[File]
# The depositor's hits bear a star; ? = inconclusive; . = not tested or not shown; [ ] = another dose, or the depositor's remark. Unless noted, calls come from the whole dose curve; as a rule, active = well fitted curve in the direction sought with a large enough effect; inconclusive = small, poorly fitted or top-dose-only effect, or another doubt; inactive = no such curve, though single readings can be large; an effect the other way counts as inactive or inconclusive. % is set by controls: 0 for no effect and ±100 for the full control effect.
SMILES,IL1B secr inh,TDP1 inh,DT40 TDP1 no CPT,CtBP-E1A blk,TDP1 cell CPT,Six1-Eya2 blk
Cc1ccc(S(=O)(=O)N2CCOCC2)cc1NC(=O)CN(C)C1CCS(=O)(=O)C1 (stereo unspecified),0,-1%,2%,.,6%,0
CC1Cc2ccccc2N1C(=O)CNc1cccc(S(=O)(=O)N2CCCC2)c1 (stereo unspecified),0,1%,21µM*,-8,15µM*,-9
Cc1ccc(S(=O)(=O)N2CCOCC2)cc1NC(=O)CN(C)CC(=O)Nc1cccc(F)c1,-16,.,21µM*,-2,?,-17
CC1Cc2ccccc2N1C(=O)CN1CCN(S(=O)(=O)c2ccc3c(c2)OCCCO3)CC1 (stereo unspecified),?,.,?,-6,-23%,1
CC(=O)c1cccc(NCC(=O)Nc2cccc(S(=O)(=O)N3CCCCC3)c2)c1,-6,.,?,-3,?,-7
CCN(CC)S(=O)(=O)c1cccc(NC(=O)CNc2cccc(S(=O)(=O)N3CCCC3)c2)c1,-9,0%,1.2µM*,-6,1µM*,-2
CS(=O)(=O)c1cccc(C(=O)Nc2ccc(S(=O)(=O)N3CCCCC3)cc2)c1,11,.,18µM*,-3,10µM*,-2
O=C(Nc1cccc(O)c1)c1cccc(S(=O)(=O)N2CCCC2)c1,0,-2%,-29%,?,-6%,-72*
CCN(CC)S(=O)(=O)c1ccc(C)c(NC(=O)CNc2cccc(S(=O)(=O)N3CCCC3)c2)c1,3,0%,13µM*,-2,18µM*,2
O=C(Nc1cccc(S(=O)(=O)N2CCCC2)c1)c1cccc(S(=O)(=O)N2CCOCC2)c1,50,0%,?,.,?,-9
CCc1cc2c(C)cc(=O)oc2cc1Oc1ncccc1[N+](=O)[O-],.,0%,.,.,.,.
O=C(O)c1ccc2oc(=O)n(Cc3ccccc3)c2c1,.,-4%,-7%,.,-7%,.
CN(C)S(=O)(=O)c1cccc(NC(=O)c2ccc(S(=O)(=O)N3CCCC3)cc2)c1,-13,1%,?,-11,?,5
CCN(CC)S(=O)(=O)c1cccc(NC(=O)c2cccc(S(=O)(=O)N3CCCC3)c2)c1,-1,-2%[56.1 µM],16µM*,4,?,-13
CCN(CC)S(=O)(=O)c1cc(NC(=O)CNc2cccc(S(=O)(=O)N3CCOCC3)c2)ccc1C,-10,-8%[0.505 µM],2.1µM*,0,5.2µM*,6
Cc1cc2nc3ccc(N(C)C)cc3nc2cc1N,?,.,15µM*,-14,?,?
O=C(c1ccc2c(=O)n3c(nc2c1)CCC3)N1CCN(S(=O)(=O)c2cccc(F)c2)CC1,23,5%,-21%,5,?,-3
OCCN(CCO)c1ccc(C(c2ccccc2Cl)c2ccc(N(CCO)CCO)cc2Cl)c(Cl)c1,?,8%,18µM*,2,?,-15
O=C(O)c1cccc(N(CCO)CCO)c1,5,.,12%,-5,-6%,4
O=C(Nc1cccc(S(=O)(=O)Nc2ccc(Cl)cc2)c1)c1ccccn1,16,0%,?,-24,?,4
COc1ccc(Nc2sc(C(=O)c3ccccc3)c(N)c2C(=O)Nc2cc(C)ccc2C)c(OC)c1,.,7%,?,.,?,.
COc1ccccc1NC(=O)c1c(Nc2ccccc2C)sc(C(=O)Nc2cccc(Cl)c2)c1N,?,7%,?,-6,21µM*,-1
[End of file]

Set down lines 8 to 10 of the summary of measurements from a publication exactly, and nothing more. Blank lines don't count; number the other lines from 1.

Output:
CCN(CC)S(=O)(=O)c1cccc(NC(=O)CNc2cccc(S(=O)(=O)N3CCCC3)c2)c1,-9,0%,1.2µM*,-6,1µM*,-2
CS(=O)(=O)c1cccc(C(=O)Nc2ccc(S(=O)(=O)N3CCCCC3)cc2)c1,11,.,18µM*,-3,10µM*,-2
O=C(Nc1cccc(O)c1)c1cccc(S(=O)(=O)N2CCCC2)c1,0,-2%,-29%,?,-6%,-72*